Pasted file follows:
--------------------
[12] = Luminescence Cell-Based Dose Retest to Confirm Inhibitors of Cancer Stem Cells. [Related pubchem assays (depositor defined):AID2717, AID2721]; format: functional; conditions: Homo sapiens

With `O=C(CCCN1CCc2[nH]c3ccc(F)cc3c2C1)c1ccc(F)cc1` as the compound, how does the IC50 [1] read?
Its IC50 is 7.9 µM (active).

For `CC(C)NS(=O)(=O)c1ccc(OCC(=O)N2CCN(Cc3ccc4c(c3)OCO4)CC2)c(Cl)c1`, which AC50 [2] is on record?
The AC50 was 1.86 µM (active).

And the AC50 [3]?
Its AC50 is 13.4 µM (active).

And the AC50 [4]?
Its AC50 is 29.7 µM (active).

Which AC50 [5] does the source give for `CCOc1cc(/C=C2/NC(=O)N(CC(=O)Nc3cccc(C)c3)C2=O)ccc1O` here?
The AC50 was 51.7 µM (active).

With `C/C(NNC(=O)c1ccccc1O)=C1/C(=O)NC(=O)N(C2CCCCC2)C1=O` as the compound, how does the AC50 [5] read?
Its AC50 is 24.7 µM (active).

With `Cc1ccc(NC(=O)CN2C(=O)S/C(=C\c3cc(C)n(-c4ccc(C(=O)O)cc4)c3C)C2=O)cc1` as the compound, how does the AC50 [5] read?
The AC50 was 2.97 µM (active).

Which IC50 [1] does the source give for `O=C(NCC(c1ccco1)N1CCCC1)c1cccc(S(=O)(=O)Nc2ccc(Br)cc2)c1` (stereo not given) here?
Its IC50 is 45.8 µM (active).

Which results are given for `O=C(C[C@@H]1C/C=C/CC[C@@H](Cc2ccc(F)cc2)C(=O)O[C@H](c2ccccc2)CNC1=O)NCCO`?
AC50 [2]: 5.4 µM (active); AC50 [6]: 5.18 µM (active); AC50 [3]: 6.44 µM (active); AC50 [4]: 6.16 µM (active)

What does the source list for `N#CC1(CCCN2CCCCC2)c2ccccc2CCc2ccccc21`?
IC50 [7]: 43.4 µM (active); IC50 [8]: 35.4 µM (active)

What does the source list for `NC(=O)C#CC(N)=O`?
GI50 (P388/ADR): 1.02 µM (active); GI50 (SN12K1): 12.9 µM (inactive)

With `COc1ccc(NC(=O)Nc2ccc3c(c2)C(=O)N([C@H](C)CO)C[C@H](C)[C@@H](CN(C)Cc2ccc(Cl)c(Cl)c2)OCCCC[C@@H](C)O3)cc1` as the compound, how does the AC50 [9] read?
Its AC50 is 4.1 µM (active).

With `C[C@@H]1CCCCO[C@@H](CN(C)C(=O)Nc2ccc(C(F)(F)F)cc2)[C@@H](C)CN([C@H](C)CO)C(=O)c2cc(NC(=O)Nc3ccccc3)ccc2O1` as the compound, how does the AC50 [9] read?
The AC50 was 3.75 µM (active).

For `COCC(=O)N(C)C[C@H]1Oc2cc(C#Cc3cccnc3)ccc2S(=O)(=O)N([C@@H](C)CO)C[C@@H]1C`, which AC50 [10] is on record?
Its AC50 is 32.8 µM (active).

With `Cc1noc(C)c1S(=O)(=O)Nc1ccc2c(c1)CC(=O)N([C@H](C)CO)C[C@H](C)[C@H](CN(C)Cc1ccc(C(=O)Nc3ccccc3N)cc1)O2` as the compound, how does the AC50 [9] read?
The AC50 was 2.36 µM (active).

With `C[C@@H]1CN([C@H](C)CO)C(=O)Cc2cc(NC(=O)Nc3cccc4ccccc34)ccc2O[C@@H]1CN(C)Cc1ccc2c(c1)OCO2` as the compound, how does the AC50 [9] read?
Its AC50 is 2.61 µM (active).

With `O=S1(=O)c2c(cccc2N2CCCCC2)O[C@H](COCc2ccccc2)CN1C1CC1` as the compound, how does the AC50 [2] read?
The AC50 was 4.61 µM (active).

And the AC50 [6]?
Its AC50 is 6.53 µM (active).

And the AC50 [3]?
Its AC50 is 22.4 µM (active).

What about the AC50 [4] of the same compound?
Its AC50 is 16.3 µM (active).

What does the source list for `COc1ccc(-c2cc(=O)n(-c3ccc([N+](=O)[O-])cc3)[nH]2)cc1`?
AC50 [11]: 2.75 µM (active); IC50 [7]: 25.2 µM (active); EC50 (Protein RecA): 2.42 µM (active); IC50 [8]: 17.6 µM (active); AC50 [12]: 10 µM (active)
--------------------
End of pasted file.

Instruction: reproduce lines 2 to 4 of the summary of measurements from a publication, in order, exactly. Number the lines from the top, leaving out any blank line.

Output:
With `O=C(CCCN1CCc2[nH]c3ccc(F)cc3c2C1)c1ccc(F)cc1` as the compound, how does the IC50 [1] read?
Its IC50 is 7.9 µM (active).

For `CC(C)NS(=O)(=O)c1ccc(OCC(=O)N2CCN(Cc3ccc4c(c3)OCO4)CC2)c(Cl)c1`, which AC50 [2] is on record?